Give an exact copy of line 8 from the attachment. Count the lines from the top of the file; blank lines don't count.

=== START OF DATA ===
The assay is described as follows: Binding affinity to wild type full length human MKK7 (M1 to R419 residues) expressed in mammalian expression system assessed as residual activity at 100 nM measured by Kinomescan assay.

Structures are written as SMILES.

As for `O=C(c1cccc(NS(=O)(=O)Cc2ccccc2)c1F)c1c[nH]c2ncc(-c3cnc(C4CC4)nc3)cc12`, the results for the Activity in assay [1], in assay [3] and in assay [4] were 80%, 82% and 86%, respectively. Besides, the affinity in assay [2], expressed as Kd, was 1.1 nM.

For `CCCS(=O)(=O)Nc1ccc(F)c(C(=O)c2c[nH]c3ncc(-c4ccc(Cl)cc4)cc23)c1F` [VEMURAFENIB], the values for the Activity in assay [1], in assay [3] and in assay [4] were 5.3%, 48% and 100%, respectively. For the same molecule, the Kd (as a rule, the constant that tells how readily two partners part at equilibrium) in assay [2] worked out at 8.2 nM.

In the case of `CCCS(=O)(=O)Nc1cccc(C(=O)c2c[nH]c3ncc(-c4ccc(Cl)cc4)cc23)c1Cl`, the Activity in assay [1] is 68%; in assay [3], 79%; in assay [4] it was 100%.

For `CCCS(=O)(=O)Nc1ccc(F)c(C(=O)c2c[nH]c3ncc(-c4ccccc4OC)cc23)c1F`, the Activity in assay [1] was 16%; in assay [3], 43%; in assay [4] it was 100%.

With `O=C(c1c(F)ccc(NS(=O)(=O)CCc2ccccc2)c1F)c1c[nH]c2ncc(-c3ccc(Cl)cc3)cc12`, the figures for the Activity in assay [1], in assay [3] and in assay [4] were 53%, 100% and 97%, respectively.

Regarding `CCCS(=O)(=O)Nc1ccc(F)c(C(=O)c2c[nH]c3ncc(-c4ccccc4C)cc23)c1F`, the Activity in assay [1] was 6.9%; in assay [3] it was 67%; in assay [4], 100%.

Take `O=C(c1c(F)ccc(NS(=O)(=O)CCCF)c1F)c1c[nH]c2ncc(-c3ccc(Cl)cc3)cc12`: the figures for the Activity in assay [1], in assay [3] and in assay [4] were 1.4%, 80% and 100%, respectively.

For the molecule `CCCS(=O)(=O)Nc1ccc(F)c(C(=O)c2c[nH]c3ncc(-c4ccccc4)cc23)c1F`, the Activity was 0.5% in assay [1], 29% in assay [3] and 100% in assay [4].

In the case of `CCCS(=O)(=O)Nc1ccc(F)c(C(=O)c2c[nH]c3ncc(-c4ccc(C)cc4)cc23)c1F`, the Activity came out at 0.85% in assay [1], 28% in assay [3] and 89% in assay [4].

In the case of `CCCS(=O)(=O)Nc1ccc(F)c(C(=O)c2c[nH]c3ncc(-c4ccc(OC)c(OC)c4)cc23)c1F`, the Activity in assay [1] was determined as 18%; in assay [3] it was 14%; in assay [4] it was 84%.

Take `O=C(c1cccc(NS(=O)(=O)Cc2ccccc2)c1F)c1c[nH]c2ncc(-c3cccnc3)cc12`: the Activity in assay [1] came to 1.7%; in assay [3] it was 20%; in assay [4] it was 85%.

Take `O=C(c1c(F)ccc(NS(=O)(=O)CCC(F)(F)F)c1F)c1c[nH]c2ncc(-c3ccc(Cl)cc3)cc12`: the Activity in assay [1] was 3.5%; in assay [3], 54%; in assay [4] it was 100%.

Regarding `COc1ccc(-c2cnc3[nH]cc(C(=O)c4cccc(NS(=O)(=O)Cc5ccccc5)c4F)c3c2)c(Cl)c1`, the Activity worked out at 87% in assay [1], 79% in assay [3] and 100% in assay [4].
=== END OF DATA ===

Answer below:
Regarding `CCCS(=O)(=O)Nc1ccc(F)c(C(=O)c2c[nH]c3ncc(-c4ccccc4C)cc23)c1F`, the Activity in assay [1] was 6.9%; in assay [3] it was 67%; in assay [4], 100%.